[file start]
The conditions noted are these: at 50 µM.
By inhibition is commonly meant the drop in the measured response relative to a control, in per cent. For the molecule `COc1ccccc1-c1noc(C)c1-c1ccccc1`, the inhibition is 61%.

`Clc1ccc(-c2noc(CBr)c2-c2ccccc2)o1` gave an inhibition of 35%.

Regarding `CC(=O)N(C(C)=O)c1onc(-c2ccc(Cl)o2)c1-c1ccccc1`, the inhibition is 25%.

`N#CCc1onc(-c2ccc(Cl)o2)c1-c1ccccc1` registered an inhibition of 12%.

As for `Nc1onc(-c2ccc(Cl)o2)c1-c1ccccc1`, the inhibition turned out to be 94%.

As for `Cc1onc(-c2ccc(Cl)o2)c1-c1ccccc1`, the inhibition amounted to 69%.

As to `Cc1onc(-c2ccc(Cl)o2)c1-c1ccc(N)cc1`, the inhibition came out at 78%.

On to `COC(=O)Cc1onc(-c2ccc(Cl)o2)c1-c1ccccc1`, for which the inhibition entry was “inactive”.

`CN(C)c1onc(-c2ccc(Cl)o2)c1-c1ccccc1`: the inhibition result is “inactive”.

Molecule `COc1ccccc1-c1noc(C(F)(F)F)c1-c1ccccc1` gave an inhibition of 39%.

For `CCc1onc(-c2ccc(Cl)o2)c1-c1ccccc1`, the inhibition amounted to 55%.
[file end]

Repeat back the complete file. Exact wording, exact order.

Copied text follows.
The conditions noted are these: at 50 µM.
By inhibition is commonly meant the drop in the measured response relative to a control, in per cent. For the molecule `COc1ccccc1-c1noc(C)c1-c1ccccc1`, the inhibition is 61%.

`Clc1ccc(-c2noc(CBr)c2-c2ccccc2)o1` gave an inhibition of 35%.

Regarding `CC(=O)N(C(C)=O)c1onc(-c2ccc(Cl)o2)c1-c1ccccc1`, the inhibition is 25%.

`N#CCc1onc(-c2ccc(Cl)o2)c1-c1ccccc1` registered an inhibition of 12%.

As for `Nc1onc(-c2ccc(Cl)o2)c1-c1ccccc1`, the inhibition turned out to be 94%.

As for `Cc1onc(-c2ccc(Cl)o2)c1-c1ccccc1`, the inhibition amounted to 69%.

As to `Cc1onc(-c2ccc(Cl)o2)c1-c1ccc(N)cc1`, the inhibition came out at 78%.

On to `COC(=O)Cc1onc(-c2ccc(Cl)o2)c1-c1ccccc1`, for which the inhibition entry was “inactive”.

`CN(C)c1onc(-c2ccc(Cl)o2)c1-c1ccccc1`: the inhibition result is “inactive”.

Molecule `COc1ccccc1-c1noc(C(F)(F)F)c1-c1ccccc1` gave an inhibition of 39%.

For `CCc1onc(-c2ccc(Cl)o2)c1-c1ccccc1`, the inhibition amounted to 55%.